In his online blog, David revealed that his story is now set to last five issues instead of the previously announced six and he'll have a single issue story to move some pieces into place. But when will we know if he's on the book permanently? "About ten seconds after I know," answers David.

After an extensive run on "Incredible Hulk," one might think that David had said all he needed to in regards to the mythos, but David credits Marvel Editor-In-Chief Joe Quesada with providing him a new angle. "The basic inspiration came from Joe Quesada who said, 'This is what I'd like to see you do,' and I said, 'Okay, that has potential.' Especially when I married his basic notion of a Monster Island setting with something that had some fundamental classic underpinnings, namely 'The Tempest.' And for having said everything I wanted to about the Hulk, well...things change, the world changes, the character changes, and I change. So hopefully we'll see some of that reflected in the series."

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The other project exciting fans was David's return to X-Factor after a fashion, with a mini-series focused on the Multiple Man named "MadroX." And as much as David assuredly put his best into the series, few could have planned for the universal acclaim that the book has found so quickly. "I was hoping for it, "he admits. "I think Pablo is doing some terrific work and, really, the success of a book stands or falls on the art. As soon as I saw the pages I knew we had a good shot at getting some good response."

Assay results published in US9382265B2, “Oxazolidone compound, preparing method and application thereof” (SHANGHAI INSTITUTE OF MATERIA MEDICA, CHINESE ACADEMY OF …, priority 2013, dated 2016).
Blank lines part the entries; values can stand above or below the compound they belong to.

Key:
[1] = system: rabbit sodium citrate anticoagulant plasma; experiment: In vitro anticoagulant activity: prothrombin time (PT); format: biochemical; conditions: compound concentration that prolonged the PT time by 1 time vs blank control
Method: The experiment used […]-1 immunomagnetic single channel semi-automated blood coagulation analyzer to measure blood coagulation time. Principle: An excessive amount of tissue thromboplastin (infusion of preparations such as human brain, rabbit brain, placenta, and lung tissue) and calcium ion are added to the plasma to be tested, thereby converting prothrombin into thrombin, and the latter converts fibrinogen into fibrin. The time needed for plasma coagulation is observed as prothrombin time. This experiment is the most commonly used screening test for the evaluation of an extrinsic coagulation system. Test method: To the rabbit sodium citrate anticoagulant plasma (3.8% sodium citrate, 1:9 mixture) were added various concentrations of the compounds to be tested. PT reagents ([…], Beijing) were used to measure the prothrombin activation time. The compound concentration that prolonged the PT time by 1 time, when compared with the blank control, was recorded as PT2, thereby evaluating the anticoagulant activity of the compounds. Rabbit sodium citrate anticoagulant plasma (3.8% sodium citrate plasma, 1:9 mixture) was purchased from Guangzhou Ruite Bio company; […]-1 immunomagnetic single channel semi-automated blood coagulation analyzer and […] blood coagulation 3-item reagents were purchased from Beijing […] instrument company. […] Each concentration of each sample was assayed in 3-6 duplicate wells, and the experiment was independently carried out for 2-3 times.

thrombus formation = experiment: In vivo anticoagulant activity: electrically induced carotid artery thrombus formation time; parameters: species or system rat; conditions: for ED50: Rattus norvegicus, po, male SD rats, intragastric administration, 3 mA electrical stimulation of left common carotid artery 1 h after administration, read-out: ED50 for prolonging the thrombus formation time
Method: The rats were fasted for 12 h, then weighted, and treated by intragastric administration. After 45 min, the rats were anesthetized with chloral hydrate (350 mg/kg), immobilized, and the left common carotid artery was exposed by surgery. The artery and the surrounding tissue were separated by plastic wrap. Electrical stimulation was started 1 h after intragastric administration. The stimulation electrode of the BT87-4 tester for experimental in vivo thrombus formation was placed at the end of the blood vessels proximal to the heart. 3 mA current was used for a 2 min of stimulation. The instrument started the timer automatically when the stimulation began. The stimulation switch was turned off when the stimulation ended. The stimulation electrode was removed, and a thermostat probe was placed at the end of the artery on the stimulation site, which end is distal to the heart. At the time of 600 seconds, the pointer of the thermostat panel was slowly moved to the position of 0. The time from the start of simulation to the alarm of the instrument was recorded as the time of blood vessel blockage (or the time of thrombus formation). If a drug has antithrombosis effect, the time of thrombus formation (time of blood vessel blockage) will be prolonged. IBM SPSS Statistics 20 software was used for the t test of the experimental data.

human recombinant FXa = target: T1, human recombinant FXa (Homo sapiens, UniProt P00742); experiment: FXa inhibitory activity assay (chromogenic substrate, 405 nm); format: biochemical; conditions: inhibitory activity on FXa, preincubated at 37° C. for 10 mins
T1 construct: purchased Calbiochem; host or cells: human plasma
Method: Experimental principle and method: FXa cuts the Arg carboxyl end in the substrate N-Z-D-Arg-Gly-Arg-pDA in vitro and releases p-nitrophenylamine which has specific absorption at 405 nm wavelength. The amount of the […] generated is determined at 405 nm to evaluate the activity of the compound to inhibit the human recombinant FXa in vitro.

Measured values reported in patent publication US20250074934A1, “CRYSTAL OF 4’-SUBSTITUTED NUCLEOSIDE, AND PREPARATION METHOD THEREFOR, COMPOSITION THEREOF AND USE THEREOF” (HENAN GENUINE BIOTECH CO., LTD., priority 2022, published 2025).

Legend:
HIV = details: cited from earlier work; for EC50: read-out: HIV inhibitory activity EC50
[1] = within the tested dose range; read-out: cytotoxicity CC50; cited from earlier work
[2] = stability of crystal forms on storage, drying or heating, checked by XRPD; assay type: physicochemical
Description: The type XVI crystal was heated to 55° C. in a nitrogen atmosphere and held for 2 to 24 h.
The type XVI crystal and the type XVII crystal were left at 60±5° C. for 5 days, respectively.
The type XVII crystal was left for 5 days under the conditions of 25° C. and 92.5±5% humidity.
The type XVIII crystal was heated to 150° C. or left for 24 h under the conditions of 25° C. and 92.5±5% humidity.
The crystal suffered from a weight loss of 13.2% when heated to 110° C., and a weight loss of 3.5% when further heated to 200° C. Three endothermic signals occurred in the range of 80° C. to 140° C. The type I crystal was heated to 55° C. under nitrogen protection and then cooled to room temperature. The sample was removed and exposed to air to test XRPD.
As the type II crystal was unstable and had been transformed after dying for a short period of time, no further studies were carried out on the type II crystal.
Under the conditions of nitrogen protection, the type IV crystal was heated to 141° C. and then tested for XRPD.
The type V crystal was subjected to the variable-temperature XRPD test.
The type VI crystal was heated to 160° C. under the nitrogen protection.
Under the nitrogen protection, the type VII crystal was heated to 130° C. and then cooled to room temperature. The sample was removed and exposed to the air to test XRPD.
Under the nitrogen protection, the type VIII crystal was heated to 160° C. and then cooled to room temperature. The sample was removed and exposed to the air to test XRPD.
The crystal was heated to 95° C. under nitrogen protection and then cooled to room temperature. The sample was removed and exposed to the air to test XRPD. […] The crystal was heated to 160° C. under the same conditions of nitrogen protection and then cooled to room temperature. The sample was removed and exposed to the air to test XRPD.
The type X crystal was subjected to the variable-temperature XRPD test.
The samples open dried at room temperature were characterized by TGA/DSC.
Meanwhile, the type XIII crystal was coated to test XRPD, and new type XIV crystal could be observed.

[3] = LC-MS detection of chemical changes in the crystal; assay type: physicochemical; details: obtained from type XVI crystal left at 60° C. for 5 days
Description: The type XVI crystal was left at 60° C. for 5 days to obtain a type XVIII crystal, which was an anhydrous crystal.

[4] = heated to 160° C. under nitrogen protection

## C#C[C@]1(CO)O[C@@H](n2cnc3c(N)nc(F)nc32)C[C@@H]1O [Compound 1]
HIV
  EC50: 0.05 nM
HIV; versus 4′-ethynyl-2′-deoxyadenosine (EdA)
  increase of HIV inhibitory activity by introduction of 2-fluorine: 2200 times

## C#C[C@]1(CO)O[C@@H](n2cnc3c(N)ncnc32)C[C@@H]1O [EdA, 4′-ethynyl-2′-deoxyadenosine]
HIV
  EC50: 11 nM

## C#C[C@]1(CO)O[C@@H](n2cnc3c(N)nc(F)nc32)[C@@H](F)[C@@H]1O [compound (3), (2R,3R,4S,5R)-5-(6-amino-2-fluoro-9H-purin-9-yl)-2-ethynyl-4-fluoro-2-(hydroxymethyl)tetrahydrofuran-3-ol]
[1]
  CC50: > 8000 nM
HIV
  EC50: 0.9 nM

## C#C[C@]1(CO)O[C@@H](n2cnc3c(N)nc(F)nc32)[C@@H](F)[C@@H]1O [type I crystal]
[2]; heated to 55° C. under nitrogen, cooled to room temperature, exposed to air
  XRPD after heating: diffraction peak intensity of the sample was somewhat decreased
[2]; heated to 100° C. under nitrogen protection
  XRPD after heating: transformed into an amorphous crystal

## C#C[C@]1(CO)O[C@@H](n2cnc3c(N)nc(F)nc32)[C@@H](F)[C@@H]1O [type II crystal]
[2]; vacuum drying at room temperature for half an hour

Jamie Madrox, the titular character of the series, has a distinct voice, causing some to believe that David is putting just a bit more of himself into Jamie than his other characters. "There's probably a bit of me in every character I write. I can be a moody SOB and there are days when I just sit there and say, 'What's the point of anything?' At least with me, I have my wife and kids to bring me out of it. Jamie only has himself...literally. Jamie is actually able to manifest that attitude physically because he feels he never has to make choices; he can just send out a variety of dupes and have them pursue all the possibilities life has to offer. The problem is, if you can be everything, then you wind up never being anything. That's what Jamie is coping with, and anyone who's ever stood at any decision point in their life should be able to empathize with that."

The revival of an "X-Factor" series will be determined by sales and when asked what could turn "MadroX" into an ongoing, as David has hinted might be possible, he answered, "Aw c'mon, you know the answer before you even ask it. If there's a lot of po$itive re$pon$e and fan$ $upport the book in the only way that really matter$, then bottom line, Marvel will look for ways to continue it. If they don't, Marvel won't. Simple as that."

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David has a few items on the table and won't reveal them yet, but he says fans should check out his website to find out more. "A couple of projects, yeah, but nothing finalized I want to announce yet. But they can always check in at www.peterdavid.net for updates."